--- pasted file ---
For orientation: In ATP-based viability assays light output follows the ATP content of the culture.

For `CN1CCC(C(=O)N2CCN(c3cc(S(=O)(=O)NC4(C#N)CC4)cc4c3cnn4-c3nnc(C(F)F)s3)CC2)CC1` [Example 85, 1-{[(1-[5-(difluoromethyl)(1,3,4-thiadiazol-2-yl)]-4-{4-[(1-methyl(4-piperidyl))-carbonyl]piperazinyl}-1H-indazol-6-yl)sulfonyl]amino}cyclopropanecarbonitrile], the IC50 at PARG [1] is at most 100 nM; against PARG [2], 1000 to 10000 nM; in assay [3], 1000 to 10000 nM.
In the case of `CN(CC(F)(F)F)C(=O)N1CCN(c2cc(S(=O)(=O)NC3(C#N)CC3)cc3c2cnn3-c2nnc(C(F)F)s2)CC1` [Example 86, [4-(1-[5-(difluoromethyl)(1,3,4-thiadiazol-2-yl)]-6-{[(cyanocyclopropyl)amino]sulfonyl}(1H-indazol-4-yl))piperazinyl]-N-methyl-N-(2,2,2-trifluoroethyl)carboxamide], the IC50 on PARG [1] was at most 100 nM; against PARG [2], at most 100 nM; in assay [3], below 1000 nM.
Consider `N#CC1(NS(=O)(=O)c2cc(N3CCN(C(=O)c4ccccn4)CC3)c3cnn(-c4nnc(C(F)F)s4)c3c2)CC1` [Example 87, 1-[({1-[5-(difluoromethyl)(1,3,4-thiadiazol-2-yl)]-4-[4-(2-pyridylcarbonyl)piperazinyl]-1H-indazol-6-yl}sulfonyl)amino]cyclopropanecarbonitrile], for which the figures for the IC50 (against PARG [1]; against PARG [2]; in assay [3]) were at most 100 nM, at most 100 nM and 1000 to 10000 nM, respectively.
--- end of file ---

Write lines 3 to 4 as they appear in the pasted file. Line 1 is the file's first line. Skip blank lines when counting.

In the case of `CN(CC(F)(F)F)C(=O)N1CCN(c2cc(S(=O)(=O)NC3(C#N)CC3)cc3c2cnn3-c2nnc(C(F)F)s2)CC1` [Example 86, [4-(1-[5-(difluoromethyl)(1,3,4-thiadiazol-2-yl)]-6-{[(cyanocyclopropyl)amino]sulfonyl}(1H-indazol-4-yl))piperazinyl]-N-methyl-N-(2,2,2-trifluoroethyl)carboxamide], the IC50 on PARG [1] was at most 100 nM; against PARG [2], at most 100 nM; in assay [3], below 1000 nM.
Consider `N#CC1(NS(=O)(=O)c2cc(N3CCN(C(=O)c4ccccn4)CC3)c3cnn(-c4nnc(C(F)F)s4)c3c2)CC1` [Example 87, 1-[({1-[5-(difluoromethyl)(1,3,4-thiadiazol-2-yl)]-4-[4-(2-pyridylcarbonyl)piperazinyl]-1H-indazol-6-yl}sulfonyl)amino]cyclopropanecarbonitrile], for which the figures for the IC50 (against PARG [1]; against PARG [2]; in assay [3]) were at most 100 nM, at most 100 nM and 1000 to 10000 nM, respectively.